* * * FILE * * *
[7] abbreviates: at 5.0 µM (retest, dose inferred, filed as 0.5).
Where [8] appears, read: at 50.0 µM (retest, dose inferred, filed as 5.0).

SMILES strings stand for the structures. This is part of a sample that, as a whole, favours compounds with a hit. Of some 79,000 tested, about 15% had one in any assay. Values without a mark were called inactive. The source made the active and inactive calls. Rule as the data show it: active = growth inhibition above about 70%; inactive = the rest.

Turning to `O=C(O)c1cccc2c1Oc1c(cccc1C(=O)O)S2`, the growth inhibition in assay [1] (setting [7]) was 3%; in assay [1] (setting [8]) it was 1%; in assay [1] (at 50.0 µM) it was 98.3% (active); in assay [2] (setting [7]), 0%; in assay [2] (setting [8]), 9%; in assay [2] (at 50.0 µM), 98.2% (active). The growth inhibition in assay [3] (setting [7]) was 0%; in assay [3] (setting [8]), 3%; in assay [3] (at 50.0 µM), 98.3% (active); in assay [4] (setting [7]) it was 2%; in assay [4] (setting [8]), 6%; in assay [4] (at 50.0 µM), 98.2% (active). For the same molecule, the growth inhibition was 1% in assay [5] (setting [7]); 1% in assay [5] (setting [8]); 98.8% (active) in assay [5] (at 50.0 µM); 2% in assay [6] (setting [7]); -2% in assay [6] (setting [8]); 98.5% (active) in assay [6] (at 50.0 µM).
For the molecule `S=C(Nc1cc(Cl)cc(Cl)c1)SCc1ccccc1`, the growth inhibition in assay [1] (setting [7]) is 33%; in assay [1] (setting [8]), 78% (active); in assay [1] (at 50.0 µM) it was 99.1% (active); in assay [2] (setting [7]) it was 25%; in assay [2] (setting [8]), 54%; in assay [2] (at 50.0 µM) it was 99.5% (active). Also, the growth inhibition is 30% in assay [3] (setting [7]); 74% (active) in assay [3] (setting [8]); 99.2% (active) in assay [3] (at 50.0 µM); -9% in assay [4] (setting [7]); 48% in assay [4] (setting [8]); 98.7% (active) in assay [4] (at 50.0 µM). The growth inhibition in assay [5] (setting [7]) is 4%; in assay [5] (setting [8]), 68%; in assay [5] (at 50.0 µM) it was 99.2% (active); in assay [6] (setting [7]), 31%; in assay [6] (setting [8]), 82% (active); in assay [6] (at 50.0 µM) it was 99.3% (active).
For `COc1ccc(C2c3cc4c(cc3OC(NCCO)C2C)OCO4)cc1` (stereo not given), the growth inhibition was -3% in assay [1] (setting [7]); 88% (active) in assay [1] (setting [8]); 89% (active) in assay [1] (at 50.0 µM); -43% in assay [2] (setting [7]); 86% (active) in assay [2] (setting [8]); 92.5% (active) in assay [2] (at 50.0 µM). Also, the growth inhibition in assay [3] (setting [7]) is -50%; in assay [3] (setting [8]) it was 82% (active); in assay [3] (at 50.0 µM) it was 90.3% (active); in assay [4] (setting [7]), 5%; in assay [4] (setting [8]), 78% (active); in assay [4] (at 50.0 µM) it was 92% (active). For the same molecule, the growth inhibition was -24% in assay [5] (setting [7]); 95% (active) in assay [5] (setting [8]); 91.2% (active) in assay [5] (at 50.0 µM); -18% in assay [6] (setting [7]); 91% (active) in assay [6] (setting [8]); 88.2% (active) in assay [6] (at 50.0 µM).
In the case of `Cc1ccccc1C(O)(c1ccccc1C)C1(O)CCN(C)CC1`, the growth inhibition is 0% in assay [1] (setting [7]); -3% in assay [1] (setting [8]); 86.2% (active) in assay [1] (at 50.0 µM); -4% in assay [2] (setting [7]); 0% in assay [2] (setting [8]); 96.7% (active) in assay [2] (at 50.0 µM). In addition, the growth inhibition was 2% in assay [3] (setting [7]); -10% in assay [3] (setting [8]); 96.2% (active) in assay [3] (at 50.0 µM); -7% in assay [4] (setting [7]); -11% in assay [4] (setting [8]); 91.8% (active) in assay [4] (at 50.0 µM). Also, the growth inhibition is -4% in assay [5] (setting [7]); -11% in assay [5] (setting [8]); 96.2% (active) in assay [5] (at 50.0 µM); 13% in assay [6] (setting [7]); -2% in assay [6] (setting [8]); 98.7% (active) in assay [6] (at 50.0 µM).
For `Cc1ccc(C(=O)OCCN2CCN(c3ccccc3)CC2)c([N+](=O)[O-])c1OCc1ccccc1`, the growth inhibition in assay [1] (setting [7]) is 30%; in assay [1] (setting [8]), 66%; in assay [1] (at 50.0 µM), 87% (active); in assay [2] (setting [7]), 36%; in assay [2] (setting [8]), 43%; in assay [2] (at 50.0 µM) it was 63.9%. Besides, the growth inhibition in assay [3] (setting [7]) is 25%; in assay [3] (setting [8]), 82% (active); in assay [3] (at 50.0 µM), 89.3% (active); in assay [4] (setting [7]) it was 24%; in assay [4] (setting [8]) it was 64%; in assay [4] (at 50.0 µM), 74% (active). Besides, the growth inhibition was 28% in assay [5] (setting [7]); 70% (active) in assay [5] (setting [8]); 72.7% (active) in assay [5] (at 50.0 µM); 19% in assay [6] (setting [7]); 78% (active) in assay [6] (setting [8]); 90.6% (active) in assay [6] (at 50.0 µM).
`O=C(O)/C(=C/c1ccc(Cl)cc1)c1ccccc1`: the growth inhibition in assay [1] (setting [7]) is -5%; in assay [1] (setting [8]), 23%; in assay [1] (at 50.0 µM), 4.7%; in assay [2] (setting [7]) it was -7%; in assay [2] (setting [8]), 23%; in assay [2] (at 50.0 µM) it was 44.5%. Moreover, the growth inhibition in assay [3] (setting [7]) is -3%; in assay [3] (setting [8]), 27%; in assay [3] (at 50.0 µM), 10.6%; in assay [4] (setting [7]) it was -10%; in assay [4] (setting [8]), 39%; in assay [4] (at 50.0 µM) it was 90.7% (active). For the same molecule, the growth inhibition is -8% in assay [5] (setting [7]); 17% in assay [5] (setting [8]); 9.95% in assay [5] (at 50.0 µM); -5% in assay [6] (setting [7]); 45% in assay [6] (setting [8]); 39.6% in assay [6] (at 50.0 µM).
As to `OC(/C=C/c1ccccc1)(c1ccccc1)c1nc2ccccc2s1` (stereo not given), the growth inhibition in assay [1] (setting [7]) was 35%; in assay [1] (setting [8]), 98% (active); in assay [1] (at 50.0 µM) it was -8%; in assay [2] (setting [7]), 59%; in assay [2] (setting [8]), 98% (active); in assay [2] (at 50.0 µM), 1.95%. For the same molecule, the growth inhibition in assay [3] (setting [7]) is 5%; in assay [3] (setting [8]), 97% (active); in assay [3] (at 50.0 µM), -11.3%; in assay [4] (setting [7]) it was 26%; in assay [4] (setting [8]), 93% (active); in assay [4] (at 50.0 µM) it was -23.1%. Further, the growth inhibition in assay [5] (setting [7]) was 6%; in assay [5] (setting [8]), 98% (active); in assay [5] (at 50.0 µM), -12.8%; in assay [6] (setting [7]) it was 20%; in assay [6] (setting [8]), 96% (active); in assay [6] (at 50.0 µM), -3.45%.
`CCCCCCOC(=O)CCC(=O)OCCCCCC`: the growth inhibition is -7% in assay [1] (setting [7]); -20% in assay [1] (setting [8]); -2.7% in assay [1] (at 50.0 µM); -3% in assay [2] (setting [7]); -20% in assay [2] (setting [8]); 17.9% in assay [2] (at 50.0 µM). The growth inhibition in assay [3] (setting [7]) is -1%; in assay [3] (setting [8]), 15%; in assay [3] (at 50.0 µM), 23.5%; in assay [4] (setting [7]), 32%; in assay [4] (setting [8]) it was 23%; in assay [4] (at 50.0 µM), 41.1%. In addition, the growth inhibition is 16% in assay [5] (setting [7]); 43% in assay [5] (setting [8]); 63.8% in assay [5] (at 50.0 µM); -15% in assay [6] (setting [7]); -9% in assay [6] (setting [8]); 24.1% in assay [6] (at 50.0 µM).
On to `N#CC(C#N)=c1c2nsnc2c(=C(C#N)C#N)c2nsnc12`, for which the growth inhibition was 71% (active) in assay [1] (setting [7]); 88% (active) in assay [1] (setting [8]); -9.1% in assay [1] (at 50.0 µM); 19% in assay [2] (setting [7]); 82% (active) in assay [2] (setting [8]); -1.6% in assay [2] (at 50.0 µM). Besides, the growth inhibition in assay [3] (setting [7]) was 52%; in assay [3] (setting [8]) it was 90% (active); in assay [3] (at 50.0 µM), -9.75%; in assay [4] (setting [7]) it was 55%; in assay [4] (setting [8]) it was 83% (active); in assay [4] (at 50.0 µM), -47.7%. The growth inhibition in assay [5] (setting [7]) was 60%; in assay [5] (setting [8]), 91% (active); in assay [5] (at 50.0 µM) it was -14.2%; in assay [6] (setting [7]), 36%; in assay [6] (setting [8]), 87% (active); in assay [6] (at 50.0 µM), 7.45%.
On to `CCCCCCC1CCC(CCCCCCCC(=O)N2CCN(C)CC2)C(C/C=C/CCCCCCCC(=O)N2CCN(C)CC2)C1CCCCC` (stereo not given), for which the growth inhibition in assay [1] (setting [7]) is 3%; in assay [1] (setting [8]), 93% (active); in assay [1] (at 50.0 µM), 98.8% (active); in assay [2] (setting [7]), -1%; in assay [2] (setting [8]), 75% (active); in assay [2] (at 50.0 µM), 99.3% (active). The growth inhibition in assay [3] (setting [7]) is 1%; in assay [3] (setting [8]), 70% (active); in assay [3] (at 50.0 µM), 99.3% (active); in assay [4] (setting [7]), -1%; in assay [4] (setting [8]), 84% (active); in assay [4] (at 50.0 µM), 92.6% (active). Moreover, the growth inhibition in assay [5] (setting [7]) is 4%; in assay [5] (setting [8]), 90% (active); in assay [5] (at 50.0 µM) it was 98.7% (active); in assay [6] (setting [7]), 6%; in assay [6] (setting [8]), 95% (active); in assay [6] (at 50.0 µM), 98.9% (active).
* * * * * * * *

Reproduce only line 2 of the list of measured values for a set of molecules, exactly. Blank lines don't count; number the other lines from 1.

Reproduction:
Where [8] appears, read: at 50.0 µM (retest, dose inferred, filed as 5.0).